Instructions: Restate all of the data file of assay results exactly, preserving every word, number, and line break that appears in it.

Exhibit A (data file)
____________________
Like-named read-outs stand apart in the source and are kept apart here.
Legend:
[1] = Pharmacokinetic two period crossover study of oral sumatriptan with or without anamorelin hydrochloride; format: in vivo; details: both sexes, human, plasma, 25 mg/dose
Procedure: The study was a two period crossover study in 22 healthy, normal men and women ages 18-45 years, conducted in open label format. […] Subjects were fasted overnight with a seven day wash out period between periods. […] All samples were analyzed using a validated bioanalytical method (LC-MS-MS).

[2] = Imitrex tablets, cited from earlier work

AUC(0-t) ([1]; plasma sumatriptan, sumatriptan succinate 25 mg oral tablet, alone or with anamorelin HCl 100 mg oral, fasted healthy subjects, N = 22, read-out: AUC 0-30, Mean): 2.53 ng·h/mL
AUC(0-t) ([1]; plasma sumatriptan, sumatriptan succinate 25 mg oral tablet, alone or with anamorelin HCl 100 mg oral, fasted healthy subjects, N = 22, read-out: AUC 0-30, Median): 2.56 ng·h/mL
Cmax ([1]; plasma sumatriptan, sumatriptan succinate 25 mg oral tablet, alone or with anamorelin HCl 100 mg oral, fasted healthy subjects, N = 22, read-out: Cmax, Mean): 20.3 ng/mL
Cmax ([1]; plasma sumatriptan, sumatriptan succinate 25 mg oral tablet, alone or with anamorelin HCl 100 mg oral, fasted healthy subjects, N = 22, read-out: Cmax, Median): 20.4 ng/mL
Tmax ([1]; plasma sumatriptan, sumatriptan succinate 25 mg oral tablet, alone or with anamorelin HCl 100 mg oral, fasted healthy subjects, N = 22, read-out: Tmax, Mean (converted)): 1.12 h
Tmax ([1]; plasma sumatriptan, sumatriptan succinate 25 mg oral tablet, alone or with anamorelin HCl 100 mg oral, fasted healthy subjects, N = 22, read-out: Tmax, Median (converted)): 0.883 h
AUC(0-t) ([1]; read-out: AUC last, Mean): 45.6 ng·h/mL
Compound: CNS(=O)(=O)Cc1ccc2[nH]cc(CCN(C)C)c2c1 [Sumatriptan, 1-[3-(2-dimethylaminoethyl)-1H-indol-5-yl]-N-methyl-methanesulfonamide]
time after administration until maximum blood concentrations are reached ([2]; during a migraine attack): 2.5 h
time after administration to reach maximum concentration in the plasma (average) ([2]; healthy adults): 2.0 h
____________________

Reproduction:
Like-named read-outs stand apart in the source and are kept apart here.
Legend:
[1] = Pharmacokinetic two period crossover study of oral sumatriptan with or without anamorelin hydrochloride; format: in vivo; details: both sexes, human, plasma, 25 mg/dose
Procedure: The study was a two period crossover study in 22 healthy, normal men and women ages 18-45 years, conducted in open label format. […] Subjects were fasted overnight with a seven day wash out period between periods. […] All samples were analyzed using a validated bioanalytical method (LC-MS-MS).

[2] = Imitrex tablets, cited from earlier work

AUC(0-t) ([1]; plasma sumatriptan, sumatriptan succinate 25 mg oral tablet, alone or with anamorelin HCl 100 mg oral, fasted healthy subjects, N = 22, read-out: AUC 0-30, Mean): 2.53 ng·h/mL
AUC(0-t) ([1]; plasma sumatriptan, sumatriptan succinate 25 mg oral tablet, alone or with anamorelin HCl 100 mg oral, fasted healthy subjects, N = 22, read-out: AUC 0-30, Median): 2.56 ng·h/mL
Cmax ([1]; plasma sumatriptan, sumatriptan succinate 25 mg oral tablet, alone or with anamorelin HCl 100 mg oral, fasted healthy subjects, N = 22, read-out: Cmax, Mean): 20.3 ng/mL
Cmax ([1]; plasma sumatriptan, sumatriptan succinate 25 mg oral tablet, alone or with anamorelin HCl 100 mg oral, fasted healthy subjects, N = 22, read-out: Cmax, Median): 20.4 ng/mL
Tmax ([1]; plasma sumatriptan, sumatriptan succinate 25 mg oral tablet, alone or with anamorelin HCl 100 mg oral, fasted healthy subjects, N = 22, read-out: Tmax, Mean (converted)): 1.12 h
Tmax ([1]; plasma sumatriptan, sumatriptan succinate 25 mg oral tablet, alone or with anamorelin HCl 100 mg oral, fasted healthy subjects, N = 22, read-out: Tmax, Median (converted)): 0.883 h
AUC(0-t) ([1]; read-out: AUC last, Mean): 45.6 ng·h/mL
Compound: CNS(=O)(=O)Cc1ccc2[nH]cc(CCN(C)C)c2c1 [Sumatriptan, 1-[3-(2-dimethylaminoethyl)-1H-indol-5-yl]-N-methyl-methanesulfonamide]
time after administration until maximum blood concentrations are reached ([2]; during a migraine attack): 2.5 h
time after administration to reach maximum concentration in the plasma (average) ([2]; healthy adults): 2.0 h